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Belstone Village – North Devon Biosphere

Small traditional Dartmoor village, with granite farmhouses nestled on the edge of the moor where the Taw and Okement rivers spring from the peat bogs of the National Park.  Pleasant walk on tracks on to the moor from where you can get panoramic views looking down the river basins of the UNESCO Biosphere Reserve. Near the village is the "Nine Maidens" prehistoric stone circle.

North Devon Biosphere

Welcombe Mouth

North Devon's Biosphere Reserve is the first of only two 'new style' Biosphere Reserve in the UK. These have core functions of conservation, learning and research, and sustainable development and three different management zones.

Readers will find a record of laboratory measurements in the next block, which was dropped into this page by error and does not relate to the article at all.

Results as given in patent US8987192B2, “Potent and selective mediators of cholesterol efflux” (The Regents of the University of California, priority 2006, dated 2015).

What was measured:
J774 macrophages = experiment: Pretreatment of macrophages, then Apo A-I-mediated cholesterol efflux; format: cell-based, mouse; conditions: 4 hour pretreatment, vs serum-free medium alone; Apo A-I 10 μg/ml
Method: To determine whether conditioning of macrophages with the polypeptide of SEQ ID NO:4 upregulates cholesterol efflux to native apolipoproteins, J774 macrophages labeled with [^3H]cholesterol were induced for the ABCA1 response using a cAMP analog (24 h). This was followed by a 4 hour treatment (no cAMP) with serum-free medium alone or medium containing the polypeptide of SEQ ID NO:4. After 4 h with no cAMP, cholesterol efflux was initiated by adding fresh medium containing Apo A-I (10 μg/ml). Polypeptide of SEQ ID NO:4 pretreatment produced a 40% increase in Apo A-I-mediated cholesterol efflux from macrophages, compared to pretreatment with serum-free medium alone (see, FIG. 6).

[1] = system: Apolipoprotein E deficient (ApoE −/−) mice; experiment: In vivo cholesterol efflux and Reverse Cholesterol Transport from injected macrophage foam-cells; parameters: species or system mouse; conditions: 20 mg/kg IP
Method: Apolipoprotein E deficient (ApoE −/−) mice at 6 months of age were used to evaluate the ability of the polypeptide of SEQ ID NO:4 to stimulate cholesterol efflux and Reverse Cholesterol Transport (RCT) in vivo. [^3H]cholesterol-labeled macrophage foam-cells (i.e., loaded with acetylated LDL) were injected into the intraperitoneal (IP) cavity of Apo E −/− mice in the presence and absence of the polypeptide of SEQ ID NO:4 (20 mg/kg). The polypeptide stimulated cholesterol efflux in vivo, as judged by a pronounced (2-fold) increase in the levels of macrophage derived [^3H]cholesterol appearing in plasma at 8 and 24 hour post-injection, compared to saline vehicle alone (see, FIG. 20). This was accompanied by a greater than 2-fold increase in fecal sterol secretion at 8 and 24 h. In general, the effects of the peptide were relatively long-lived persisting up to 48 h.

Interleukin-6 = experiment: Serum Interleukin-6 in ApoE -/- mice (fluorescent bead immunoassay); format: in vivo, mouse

Biosphere Reserves are places with world-class environments that are designated by the United Nations to promote and demonstrate a balanced relationship between people and nature. They are places where conservation and sustainable development go hand in hand.

The geographical area of the North Devon's Biosphere Reserve is based on water flowing from its source via the rivers out to sea. The area of land that catches rainfall for a river is known as the catchment and the biosphere catchment includes the wide swathe of countryside, which connects all the streams to the Taw and Torridge rivers which begin high up on Dartmoor and Exmoor. Many small towns: Chulmleigh, Witheridge, South Molton, Winkleigh, Hatherleigh, Torrington, Bratton Fleming and their surrounding villages are in the biosphere and just as important to its existence and well-being as the world-famous Braunton Burrows (at its heart) and of course the coastal area of outstanding natural beauty (AONB). The water then flows out to sea affecting sea life around Lundy and beyond.

For more information visit www.northdevonbiosphere.org.uk